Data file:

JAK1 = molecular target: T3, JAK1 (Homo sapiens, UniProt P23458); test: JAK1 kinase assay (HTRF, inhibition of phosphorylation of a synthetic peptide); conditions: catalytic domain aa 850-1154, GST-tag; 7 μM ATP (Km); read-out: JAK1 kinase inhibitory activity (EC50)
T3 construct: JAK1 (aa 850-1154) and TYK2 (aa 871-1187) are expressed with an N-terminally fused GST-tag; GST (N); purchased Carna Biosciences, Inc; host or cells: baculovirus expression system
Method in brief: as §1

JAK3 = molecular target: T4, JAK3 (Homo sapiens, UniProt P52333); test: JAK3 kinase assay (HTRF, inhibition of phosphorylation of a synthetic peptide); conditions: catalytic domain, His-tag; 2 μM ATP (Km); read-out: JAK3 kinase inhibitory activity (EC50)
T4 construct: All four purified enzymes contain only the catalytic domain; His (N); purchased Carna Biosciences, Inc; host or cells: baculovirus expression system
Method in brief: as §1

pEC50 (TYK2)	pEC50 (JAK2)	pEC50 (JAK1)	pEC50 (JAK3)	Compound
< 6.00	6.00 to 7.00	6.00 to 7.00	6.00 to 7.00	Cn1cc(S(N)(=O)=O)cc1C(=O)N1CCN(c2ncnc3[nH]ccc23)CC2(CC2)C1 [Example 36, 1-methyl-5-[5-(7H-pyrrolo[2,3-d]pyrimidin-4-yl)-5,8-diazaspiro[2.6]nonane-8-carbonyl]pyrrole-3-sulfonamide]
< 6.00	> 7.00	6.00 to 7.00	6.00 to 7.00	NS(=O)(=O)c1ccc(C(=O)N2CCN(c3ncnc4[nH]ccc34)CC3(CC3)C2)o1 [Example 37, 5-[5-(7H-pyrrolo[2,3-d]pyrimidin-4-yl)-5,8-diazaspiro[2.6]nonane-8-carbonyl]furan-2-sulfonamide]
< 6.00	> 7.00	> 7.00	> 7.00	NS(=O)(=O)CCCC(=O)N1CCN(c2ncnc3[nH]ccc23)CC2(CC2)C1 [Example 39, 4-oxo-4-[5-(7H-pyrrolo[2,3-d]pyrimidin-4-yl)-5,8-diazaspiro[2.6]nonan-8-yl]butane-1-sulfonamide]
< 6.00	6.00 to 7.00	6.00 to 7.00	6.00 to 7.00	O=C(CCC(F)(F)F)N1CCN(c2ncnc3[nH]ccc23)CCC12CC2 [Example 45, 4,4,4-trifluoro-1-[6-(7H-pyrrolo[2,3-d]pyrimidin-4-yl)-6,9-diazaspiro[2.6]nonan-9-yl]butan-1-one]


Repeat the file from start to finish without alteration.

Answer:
JAK1 = molecular target: T3, JAK1 (Homo sapiens, UniProt P23458); test: JAK1 kinase assay (HTRF, inhibition of phosphorylation of a synthetic peptide); conditions: catalytic domain aa 850-1154, GST-tag; 7 μM ATP (Km); read-out: JAK1 kinase inhibitory activity (EC50)
T3 construct: JAK1 (aa 850-1154) and TYK2 (aa 871-1187) are expressed with an N-terminally fused GST-tag; GST (N); purchased Carna Biosciences, Inc; host or cells: baculovirus expression system
Method in brief: as §1

JAK3 = molecular target: T4, JAK3 (Homo sapiens, UniProt P52333); test: JAK3 kinase assay (HTRF, inhibition of phosphorylation of a synthetic peptide); conditions: catalytic domain, His-tag; 2 μM ATP (Km); read-out: JAK3 kinase inhibitory activity (EC50)
T4 construct: All four purified enzymes contain only the catalytic domain; His (N); purchased Carna Biosciences, Inc; host or cells: baculovirus expression system
Method in brief: as §1

pEC50 (TYK2)	pEC50 (JAK2)	pEC50 (JAK1)	pEC50 (JAK3)	Compound
< 6.00	6.00 to 7.00	6.00 to 7.00	6.00 to 7.00	Cn1cc(S(N)(=O)=O)cc1C(=O)N1CCN(c2ncnc3[nH]ccc23)CC2(CC2)C1 [Example 36, 1-methyl-5-[5-(7H-pyrrolo[2,3-d]pyrimidin-4-yl)-5,8-diazaspiro[2.6]nonane-8-carbonyl]pyrrole-3-sulfonamide]
< 6.00	> 7.00	6.00 to 7.00	6.00 to 7.00	NS(=O)(=O)c1ccc(C(=O)N2CCN(c3ncnc4[nH]ccc34)CC3(CC3)C2)o1 [Example 37, 5-[5-(7H-pyrrolo[2,3-d]pyrimidin-4-yl)-5,8-diazaspiro[2.6]nonane-8-carbonyl]furan-2-sulfonamide]
< 6.00	> 7.00	> 7.00	> 7.00	NS(=O)(=O)CCCC(=O)N1CCN(c2ncnc3[nH]ccc23)CC2(CC2)C1 [Example 39, 4-oxo-4-[5-(7H-pyrrolo[2,3-d]pyrimidin-4-yl)-5,8-diazaspiro[2.6]nonan-8-yl]butane-1-sulfonamide]
< 6.00	6.00 to 7.00	6.00 to 7.00	6.00 to 7.00	O=C(CCC(F)(F)F)N1CCN(c2ncnc3[nH]ccc23)CCC12CC2 [Example 45, 4,4,4-trifluoro-1-[6-(7H-pyrrolo[2,3-d]pyrimidin-4-yl)-6,9-diazaspiro[2.6]nonan-9-yl]butan-1-one]